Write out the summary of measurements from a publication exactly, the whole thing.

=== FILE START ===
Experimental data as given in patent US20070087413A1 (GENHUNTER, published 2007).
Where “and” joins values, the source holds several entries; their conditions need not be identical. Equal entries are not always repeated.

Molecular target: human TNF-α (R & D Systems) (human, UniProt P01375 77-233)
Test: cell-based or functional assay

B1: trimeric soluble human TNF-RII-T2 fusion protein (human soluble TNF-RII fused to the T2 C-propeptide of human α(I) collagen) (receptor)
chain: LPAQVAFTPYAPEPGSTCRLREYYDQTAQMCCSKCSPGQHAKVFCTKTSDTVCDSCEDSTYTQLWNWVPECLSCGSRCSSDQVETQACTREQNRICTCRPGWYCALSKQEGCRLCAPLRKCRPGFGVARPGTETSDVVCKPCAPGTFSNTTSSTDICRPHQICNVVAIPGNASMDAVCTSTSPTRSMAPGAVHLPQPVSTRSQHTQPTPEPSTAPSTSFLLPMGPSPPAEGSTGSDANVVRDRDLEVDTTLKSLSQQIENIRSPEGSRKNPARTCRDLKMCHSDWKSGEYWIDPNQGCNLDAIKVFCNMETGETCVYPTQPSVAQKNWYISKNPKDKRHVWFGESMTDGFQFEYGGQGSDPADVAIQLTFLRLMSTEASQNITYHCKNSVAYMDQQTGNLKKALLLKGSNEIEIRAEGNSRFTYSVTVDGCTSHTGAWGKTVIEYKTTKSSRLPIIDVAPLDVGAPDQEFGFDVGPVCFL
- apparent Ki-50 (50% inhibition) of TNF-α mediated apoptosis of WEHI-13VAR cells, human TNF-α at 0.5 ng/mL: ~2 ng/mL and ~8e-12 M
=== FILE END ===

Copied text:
Experimental data as given in patent US20070087413A1 (GENHUNTER, published 2007).
Where “and” joins values, the source holds several entries; their conditions need not be identical. Equal entries are not always repeated.

Molecular target: human TNF-α (R & D Systems) (human, UniProt P01375 77-233)
Test: cell-based or functional assay

B1: trimeric soluble human TNF-RII-T2 fusion protein (human soluble TNF-RII fused to the T2 C-propeptide of human α(I) collagen) (receptor)
chain: LPAQVAFTPYAPEPGSTCRLREYYDQTAQMCCSKCSPGQHAKVFCTKTSDTVCDSCEDSTYTQLWNWVPECLSCGSRCSSDQVETQACTREQNRICTCRPGWYCALSKQEGCRLCAPLRKCRPGFGVARPGTETSDVVCKPCAPGTFSNTTSSTDICRPHQICNVVAIPGNASMDAVCTSTSPTRSMAPGAVHLPQPVSTRSQHTQPTPEPSTAPSTSFLLPMGPSPPAEGSTGSDANVVRDRDLEVDTTLKSLSQQIENIRSPEGSRKNPARTCRDLKMCHSDWKSGEYWIDPNQGCNLDAIKVFCNMETGETCVYPTQPSVAQKNWYISKNPKDKRHVWFGESMTDGFQFEYGGQGSDPADVAIQLTFLRLMSTEASQNITYHCKNSVAYMDQQTGNLKKALLLKGSNEIEIRAEGNSRFTYSVTVDGCTSHTGAWGKTVIEYKTTKSSRLPIIDVAPLDVGAPDQEFGFDVGPVCFL
- apparent Ki-50 (50% inhibition) of TNF-α mediated apoptosis of WEHI-13VAR cells, human TNF-α at 0.5 ng/mL: ~2 ng/mL and ~8e-12 M